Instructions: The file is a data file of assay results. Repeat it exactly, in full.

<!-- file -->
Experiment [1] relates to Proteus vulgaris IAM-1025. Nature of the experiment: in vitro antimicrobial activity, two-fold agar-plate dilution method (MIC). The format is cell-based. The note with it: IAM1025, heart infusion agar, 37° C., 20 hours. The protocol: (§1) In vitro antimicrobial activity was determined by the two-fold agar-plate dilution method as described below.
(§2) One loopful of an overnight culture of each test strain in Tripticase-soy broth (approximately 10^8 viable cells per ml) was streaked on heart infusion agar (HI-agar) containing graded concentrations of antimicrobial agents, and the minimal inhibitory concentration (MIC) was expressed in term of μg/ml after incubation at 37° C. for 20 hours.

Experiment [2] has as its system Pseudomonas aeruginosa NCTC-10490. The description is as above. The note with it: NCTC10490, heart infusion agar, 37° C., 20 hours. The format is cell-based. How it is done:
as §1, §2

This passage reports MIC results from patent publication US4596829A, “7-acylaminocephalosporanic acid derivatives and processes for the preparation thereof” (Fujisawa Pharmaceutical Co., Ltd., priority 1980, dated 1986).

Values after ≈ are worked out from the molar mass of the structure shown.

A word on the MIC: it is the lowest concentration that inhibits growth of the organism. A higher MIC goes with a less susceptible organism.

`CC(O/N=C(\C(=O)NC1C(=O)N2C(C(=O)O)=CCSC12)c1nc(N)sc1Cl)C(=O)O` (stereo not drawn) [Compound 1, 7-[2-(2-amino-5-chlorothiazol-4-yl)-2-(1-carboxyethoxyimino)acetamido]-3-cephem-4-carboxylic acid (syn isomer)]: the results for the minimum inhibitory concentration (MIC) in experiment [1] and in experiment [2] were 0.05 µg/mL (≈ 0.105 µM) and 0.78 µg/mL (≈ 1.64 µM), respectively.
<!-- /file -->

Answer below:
Experiment [1] relates to Proteus vulgaris IAM-1025. Nature of the experiment: in vitro antimicrobial activity, two-fold agar-plate dilution method (MIC). The format is cell-based. The note with it: IAM1025, heart infusion agar, 37° C., 20 hours. The protocol: (§1) In vitro antimicrobial activity was determined by the two-fold agar-plate dilution method as described below.
(§2) One loopful of an overnight culture of each test strain in Tripticase-soy broth (approximately 10^8 viable cells per ml) was streaked on heart infusion agar (HI-agar) containing graded concentrations of antimicrobial agents, and the minimal inhibitory concentration (MIC) was expressed in term of μg/ml after incubation at 37° C. for 20 hours.

Experiment [2] has as its system Pseudomonas aeruginosa NCTC-10490. The description is as above. The note with it: NCTC10490, heart infusion agar, 37° C., 20 hours. The format is cell-based. How it is done:
as §1, §2

This passage reports MIC results from patent publication US4596829A, “7-acylaminocephalosporanic acid derivatives and processes for the preparation thereof” (Fujisawa Pharmaceutical Co., Ltd., priority 1980, dated 1986).

Values after ≈ are worked out from the molar mass of the structure shown.

A word on the MIC: it is the lowest concentration that inhibits growth of the organism. A higher MIC goes with a less susceptible organism.

`CC(O/N=C(\C(=O)NC1C(=O)N2C(C(=O)O)=CCSC12)c1nc(N)sc1Cl)C(=O)O` (stereo not drawn) [Compound 1, 7-[2-(2-amino-5-chlorothiazol-4-yl)-2-(1-carboxyethoxyimino)acetamido]-3-cephem-4-carboxylic acid (syn isomer)]: the results for the minimum inhibitory concentration (MIC) in experiment [1] and in experiment [2] were 0.05 µg/mL (≈ 0.105 µM) and 0.78 µg/mL (≈ 1.64 µM), respectively.